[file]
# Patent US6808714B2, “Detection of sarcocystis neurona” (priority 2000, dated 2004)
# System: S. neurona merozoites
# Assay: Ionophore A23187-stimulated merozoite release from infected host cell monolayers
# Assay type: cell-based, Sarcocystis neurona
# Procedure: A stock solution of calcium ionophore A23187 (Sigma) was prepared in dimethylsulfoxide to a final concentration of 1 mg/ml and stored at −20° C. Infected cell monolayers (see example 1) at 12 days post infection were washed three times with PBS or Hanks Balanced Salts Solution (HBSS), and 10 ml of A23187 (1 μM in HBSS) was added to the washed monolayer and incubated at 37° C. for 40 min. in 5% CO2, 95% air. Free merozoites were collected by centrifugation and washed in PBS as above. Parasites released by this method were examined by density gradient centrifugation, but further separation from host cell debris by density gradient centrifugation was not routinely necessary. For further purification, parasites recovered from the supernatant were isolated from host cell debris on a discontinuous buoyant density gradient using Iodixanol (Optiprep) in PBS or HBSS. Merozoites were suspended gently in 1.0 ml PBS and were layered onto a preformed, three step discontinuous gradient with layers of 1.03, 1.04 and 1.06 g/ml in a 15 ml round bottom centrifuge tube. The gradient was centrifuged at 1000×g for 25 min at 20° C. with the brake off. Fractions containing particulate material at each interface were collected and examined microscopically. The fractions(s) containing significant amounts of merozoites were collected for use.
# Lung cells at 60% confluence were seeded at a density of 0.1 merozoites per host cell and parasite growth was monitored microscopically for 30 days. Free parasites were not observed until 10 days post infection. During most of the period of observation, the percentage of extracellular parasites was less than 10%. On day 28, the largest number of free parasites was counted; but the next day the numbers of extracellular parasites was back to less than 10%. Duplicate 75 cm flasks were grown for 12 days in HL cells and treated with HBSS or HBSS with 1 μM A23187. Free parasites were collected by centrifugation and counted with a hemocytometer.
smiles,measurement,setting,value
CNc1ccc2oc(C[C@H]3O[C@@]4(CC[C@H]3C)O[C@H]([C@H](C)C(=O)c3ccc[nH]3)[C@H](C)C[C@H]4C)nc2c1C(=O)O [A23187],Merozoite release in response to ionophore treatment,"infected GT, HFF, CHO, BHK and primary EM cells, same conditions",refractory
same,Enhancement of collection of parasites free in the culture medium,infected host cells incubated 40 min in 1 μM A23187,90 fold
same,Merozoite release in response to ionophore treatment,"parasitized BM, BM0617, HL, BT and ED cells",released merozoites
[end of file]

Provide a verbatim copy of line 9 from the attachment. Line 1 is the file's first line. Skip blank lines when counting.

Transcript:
same,Enhancement of collection of parasites free in the culture medium,infected host cells incubated 40 min in 1 μM A23187,90 fold